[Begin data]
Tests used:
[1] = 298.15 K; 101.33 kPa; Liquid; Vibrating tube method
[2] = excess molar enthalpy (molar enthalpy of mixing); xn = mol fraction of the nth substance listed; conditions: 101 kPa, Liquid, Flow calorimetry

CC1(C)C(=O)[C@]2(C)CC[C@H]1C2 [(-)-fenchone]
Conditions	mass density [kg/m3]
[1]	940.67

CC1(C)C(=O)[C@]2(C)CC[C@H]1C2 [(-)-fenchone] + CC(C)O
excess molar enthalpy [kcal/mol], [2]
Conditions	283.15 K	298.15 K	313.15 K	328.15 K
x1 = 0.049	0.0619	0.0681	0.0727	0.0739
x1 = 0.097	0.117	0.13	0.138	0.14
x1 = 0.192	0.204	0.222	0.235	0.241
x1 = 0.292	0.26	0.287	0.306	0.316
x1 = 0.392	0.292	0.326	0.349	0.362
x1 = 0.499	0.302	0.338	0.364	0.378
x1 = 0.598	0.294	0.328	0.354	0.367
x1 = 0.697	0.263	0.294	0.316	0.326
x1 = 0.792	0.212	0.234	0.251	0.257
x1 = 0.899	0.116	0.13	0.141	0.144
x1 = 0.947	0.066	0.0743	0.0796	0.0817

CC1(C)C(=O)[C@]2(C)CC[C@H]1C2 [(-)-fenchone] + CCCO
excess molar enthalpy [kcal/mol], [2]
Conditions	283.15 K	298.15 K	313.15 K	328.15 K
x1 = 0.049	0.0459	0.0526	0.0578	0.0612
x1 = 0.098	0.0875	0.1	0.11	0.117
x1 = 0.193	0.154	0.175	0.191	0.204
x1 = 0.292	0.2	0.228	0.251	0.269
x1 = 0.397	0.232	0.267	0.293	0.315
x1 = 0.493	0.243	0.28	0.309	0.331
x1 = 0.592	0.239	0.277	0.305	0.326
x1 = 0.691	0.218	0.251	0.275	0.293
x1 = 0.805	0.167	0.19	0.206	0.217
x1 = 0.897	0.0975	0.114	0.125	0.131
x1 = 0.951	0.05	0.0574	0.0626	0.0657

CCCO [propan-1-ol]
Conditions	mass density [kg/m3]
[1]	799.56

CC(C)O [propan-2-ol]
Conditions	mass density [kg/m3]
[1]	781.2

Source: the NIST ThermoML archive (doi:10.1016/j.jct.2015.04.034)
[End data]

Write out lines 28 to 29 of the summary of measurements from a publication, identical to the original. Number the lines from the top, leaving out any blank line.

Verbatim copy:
x1 = 0.397	0.232	0.267	0.293	0.315
x1 = 0.493	0.243	0.28	0.309	0.331